400

We weren’t supposed to talk about this. I told Rodriquez I wasn’t writing about this place anymore.  But there’s so much great material!  And I’m thinking, if you can do 300 you can do 400. And the world is starved for material.  I mean good material.  It’s not that great a number.  400.  400 shifts.  It’s still embarrassing but you made it, right?  You’re still here.  You’re hitting 400.  And that’s too bad.

Right now I’m in the “Break Room”.  It’s that tiny room the size of a shower stall, or maybe a little bigger, but not much, where all the excess product, the broken cases and pierced cans and half-filled returns and stale dated stuff is dumped down the drain, and it’s amazing not only how much product gets written off, but how all of it is just dumped.  Bye bye.  It’s a messy, sloppy job and you wonder, you really wonder about all this stuff going down the drain.  There are worse things going down the drain, but is there something worse than going down the drain?  It’s dark down there, but if you’re anywhere around this drain you’d be drunk as a sewer rat, hombre.  Swimming in it and sinking.  Blub blub.

I had a strange experience.  Somebody kept putting the “Closed” sign in front of my till.  It happened twice and I put it away twice and then there it is again.  I saw Sebastian and realized he was doing it.

“Why do you keep putting the closed sign up?”
“Because I want to see you in the office.”

So that’s it.  Wants to see me in the office.  Could mean anything.  I have a good working relationship with Sebastian.  He’s a lifer manager.  He bears a striking resemblance to the “Milhouse” character from the Simpsons cartoon TV show.  You remember the Simpsons?  Striking, uncanny resemblance.  It’s all right.  Being called to the office could mean anything and usually does.  I follow Sebastian in at a distance.  The “office” is also a small, cramped space, but bigger than the break room.

“What’s the latest outrage?”  I ask, as I step into the office where Sebastian is standing waiting.

“You’re not selling enough chocolates.”  This is a booze store, not a chocolate shop, I think of saying, but think, correctly, that this might sound a bit flippant, and I don’t really want to irritate any of these lifer managers unless I’m really, really provoked, in which case I just wouldn’t care.  “We’re tracking it and you only sold six yesterday.”

For every dollar a customer donates they receive a chocolate treat in a little pink package.

Of course they’re “tracking” it.  They track everything around this place.  Everybody but the non-com part-time sweats like me track everything.  They’re all narcs.  There must be 60 surveillance cameras watching everyone’s every move.

“I won the gold star last year.  I’m just getting started,” I say.  And it’s true.  They laid a $25 Starbucks gift card on me last year at the conclusion of the “Adopt a School” program for selling the most donations.  And now, after one shift, when I haven’t been here for a week, the order has come down to hassle me because I only sold six yesterday.  Which right there is a snapshot of the organization.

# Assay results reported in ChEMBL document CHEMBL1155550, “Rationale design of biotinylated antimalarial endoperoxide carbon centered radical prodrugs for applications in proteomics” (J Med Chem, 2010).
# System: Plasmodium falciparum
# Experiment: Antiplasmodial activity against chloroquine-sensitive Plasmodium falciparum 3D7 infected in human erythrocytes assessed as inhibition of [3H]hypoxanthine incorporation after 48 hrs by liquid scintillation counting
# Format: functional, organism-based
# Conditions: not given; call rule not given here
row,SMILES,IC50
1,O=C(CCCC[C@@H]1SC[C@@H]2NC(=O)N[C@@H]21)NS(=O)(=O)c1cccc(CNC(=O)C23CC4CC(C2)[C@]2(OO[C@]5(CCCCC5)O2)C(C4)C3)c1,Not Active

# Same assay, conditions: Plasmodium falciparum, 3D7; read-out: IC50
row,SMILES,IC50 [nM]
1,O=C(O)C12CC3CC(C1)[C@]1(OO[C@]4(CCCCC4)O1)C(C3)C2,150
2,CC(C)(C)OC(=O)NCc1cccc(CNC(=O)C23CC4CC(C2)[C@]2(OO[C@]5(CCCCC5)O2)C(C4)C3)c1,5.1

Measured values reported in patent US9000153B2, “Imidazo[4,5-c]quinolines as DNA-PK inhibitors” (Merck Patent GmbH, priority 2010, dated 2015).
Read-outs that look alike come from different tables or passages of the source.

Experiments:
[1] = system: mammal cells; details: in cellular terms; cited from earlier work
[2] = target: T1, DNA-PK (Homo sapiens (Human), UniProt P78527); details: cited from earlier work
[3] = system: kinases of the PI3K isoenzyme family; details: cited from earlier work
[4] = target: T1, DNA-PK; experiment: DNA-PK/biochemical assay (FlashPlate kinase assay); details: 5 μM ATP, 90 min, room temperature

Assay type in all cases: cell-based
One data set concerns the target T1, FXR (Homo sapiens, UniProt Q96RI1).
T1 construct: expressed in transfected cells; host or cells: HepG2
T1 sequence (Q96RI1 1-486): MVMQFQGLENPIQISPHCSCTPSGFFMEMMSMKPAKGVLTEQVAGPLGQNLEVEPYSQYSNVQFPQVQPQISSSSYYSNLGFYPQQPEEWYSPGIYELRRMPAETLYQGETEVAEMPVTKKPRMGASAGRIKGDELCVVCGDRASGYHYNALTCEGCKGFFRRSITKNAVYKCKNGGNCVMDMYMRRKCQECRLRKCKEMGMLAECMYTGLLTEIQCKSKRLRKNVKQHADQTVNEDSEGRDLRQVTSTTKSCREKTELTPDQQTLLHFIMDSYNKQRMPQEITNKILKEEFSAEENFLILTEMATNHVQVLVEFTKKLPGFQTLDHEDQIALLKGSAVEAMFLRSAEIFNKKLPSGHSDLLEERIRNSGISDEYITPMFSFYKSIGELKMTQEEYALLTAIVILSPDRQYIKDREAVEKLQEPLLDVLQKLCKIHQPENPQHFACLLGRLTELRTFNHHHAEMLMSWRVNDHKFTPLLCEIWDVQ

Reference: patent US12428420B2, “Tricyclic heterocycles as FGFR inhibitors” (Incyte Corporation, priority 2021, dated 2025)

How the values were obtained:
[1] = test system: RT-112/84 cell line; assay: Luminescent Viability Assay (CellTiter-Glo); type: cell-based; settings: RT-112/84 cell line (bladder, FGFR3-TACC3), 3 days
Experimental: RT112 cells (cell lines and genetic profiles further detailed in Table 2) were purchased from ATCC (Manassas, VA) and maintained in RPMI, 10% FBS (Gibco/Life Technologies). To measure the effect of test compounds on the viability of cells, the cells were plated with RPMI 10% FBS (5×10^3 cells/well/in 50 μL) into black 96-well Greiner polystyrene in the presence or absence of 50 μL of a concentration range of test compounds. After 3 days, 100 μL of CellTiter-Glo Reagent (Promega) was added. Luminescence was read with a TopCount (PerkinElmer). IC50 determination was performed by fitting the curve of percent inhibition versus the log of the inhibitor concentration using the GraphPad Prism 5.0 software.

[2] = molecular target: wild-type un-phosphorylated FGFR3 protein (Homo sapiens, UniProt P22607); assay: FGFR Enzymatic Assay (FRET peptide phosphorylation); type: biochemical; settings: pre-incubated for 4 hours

I don’t blame Sebastian.  He’s not a bad oaf.  I know the directive came from none other than the senior manager, an insanely ambitious individual in his little world, who also takes his directives from the area manager, himself a piece of work.  It’s all about money, you see, as in any other organization, despite all the bumpf.  And image.  You can lead a customer to donate but you can’t make them donate, but that doesn’t matter.  Employees are held in such low regard it’s just good corporate management to hassle them every chance there is.  Maybe that’s not quite it.

I might have known something was afoot when I saw the senior manager just earlier in the office at the “shift starter” meeting and he was just leaving for the day and didn’t look at me, just kind of stared past me as he was going out.  I detected something in his non-acknowledgement, but at the time didn’t know what it was.  The senior manager knows I’m a writer and has seen some of my stuff.  His comment on one of my pieces as reported to me by the security guard was, “How does he stand working here with all these stupid people?”

So I knew who and what had put Sebastian up to it.  And later, when transferred to the break room, where you can’t importune customers to donate to “Adopt a School” because you’re not dealing with customers, I was wondering if anyone had marked it down that I was in here or if the stage was set for another chat in the office about how I’m not selling enough donations.

It’s a nothing.  It’s bagels and cheese.  I’ve hit 400.  That’s a rare distinction.  I can’t help but feel the season is winding down for me here.  No one hits 500.  Have a flower.

Spring Is Coming

Spring Is Coming

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About Steven Brown

Literature. Guest Contestant
This entry was posted in Absurdities, Stupidities and tagged , , , . Bookmark the permalink.

2 Responses to 400

  1. Tami says:

    Oh man, Shades of the Bay all over that one! I love the use of the word “donation” and Sell in the same situation. One can ask for a donation but they can’t sell a donation. It’s donate or give (generously), but not Buy. But if you work for a corporation somehow they change the rules. I feel that essay man, been there. So brutal, but so glad you wrote it, this needs to be read by the retail masses. Great job! ( no pun, int.)
    Cheers, Tami

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